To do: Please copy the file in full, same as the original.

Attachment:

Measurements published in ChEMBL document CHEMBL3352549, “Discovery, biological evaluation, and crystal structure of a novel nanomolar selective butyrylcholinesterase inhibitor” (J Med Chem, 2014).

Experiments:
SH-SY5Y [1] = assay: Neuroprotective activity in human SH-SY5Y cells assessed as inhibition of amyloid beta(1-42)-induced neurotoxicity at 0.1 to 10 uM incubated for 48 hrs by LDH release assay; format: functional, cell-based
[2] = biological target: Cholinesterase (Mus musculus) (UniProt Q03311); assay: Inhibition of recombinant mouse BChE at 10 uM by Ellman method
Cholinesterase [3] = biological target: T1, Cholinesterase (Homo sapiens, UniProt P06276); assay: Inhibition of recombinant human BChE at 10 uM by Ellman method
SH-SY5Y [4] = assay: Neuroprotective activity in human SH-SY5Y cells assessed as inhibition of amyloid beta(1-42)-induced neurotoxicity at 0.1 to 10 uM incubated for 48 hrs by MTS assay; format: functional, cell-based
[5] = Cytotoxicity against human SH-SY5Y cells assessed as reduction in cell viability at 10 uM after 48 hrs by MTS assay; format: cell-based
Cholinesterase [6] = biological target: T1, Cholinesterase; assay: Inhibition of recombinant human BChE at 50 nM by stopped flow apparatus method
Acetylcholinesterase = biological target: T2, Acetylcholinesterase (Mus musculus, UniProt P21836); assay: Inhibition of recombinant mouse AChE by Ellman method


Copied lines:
Measurements published in ChEMBL document CHEMBL3352549, “Discovery, biological evaluation, and crystal structure of a novel nanomolar selective butyrylcholinesterase inhibitor” (J Med Chem, 2014).

Experiments:
SH-SY5Y [1] = assay: Neuroprotective activity in human SH-SY5Y cells assessed as inhibition of amyloid beta(1-42)-induced neurotoxicity at 0.1 to 10 uM incubated for 48 hrs by LDH release assay; format: functional, cell-based
[2] = biological target: Cholinesterase (Mus musculus) (UniProt Q03311); assay: Inhibition of recombinant mouse BChE at 10 uM by Ellman method
Cholinesterase [3] = biological target: T1, Cholinesterase (Homo sapiens, UniProt P06276); assay: Inhibition of recombinant human BChE at 10 uM by Ellman method
SH-SY5Y [4] = assay: Neuroprotective activity in human SH-SY5Y cells assessed as inhibition of amyloid beta(1-42)-induced neurotoxicity at 0.1 to 10 uM incubated for 48 hrs by MTS assay; format: functional, cell-based
[5] = Cytotoxicity against human SH-SY5Y cells assessed as reduction in cell viability at 10 uM after 48 hrs by MTS assay; format: cell-based
Cholinesterase [6] = biological target: T1, Cholinesterase; assay: Inhibition of recombinant human BChE at 50 nM by stopped flow apparatus method
Acetylcholinesterase = biological target: T2, Acetylcholinesterase (Mus musculus, UniProt P21836); assay: Inhibition of recombinant mouse AChE by Ellman method